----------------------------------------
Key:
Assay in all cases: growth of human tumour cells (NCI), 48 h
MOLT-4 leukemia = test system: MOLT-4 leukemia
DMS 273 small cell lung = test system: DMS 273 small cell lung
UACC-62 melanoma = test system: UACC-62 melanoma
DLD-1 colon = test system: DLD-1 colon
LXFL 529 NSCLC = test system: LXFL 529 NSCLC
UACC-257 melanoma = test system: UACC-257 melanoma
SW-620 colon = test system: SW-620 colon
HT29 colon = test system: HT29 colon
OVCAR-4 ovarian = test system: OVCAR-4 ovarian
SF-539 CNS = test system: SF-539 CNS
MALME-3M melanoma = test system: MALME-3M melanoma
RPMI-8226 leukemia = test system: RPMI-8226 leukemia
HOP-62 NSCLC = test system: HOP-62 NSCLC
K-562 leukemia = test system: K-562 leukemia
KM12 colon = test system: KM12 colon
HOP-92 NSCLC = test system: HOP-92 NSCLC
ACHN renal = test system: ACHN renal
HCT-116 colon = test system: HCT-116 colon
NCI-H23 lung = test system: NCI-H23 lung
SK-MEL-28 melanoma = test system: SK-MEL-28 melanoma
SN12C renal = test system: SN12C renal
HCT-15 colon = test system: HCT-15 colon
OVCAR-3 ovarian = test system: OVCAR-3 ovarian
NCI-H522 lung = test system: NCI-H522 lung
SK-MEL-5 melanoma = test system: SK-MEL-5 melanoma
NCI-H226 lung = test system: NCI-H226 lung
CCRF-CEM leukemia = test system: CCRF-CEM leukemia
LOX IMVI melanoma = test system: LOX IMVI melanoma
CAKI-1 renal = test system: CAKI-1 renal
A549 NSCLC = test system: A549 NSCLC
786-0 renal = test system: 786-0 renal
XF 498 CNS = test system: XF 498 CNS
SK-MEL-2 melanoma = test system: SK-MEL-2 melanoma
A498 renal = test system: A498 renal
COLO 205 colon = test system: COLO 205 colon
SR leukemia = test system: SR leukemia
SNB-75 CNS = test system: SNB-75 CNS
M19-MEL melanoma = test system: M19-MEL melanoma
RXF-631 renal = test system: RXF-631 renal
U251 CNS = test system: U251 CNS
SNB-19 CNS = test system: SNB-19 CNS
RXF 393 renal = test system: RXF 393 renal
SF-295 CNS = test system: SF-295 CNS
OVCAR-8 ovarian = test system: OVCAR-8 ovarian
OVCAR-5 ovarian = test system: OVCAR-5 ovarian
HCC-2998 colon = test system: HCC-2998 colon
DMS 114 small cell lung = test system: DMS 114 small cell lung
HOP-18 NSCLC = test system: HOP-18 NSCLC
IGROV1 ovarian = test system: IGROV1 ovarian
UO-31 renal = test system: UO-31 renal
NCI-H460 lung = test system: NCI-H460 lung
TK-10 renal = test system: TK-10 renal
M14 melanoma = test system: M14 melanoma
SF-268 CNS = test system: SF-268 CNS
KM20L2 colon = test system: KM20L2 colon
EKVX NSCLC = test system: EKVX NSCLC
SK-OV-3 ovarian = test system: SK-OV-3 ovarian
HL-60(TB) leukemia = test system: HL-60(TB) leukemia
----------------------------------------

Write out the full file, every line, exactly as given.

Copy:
Key:
Assay in all cases: growth of human tumour cells (NCI), 48 h
MOLT-4 leukemia = test system: MOLT-4 leukemia
DMS 273 small cell lung = test system: DMS 273 small cell lung
UACC-62 melanoma = test system: UACC-62 melanoma
DLD-1 colon = test system: DLD-1 colon
LXFL 529 NSCLC = test system: LXFL 529 NSCLC
UACC-257 melanoma = test system: UACC-257 melanoma
SW-620 colon = test system: SW-620 colon
HT29 colon = test system: HT29 colon
OVCAR-4 ovarian = test system: OVCAR-4 ovarian
SF-539 CNS = test system: SF-539 CNS
MALME-3M melanoma = test system: MALME-3M melanoma
RPMI-8226 leukemia = test system: RPMI-8226 leukemia
HOP-62 NSCLC = test system: HOP-62 NSCLC
K-562 leukemia = test system: K-562 leukemia
KM12 colon = test system: KM12 colon
HOP-92 NSCLC = test system: HOP-92 NSCLC
ACHN renal = test system: ACHN renal
HCT-116 colon = test system: HCT-116 colon
NCI-H23 lung = test system: NCI-H23 lung
SK-MEL-28 melanoma = test system: SK-MEL-28 melanoma
SN12C renal = test system: SN12C renal
HCT-15 colon = test system: HCT-15 colon
OVCAR-3 ovarian = test system: OVCAR-3 ovarian
NCI-H522 lung = test system: NCI-H522 lung
SK-MEL-5 melanoma = test system: SK-MEL-5 melanoma
NCI-H226 lung = test system: NCI-H226 lung
CCRF-CEM leukemia = test system: CCRF-CEM leukemia
LOX IMVI melanoma = test system: LOX IMVI melanoma
CAKI-1 renal = test system: CAKI-1 renal
A549 NSCLC = test system: A549 NSCLC
786-0 renal = test system: 786-0 renal
XF 498 CNS = test system: XF 498 CNS
SK-MEL-2 melanoma = test system: SK-MEL-2 melanoma
A498 renal = test system: A498 renal
COLO 205 colon = test system: COLO 205 colon
SR leukemia = test system: SR leukemia
SNB-75 CNS = test system: SNB-75 CNS
M19-MEL melanoma = test system: M19-MEL melanoma
RXF-631 renal = test system: RXF-631 renal
U251 CNS = test system: U251 CNS
SNB-19 CNS = test system: SNB-19 CNS
RXF 393 renal = test system: RXF 393 renal
SF-295 CNS = test system: SF-295 CNS
OVCAR-8 ovarian = test system: OVCAR-8 ovarian
OVCAR-5 ovarian = test system: OVCAR-5 ovarian
HCC-2998 colon = test system: HCC-2998 colon
DMS 114 small cell lung = test system: DMS 114 small cell lung
HOP-18 NSCLC = test system: HOP-18 NSCLC
IGROV1 ovarian = test system: IGROV1 ovarian
UO-31 renal = test system: UO-31 renal
NCI-H460 lung = test system: NCI-H460 lung
TK-10 renal = test system: TK-10 renal
M14 melanoma = test system: M14 melanoma
SF-268 CNS = test system: SF-268 CNS
KM20L2 colon = test system: KM20L2 colon
EKVX NSCLC = test system: EKVX NSCLC
SK-OV-3 ovarian = test system: SK-OV-3 ovarian
HL-60(TB) leukemia = test system: HL-60(TB) leukemia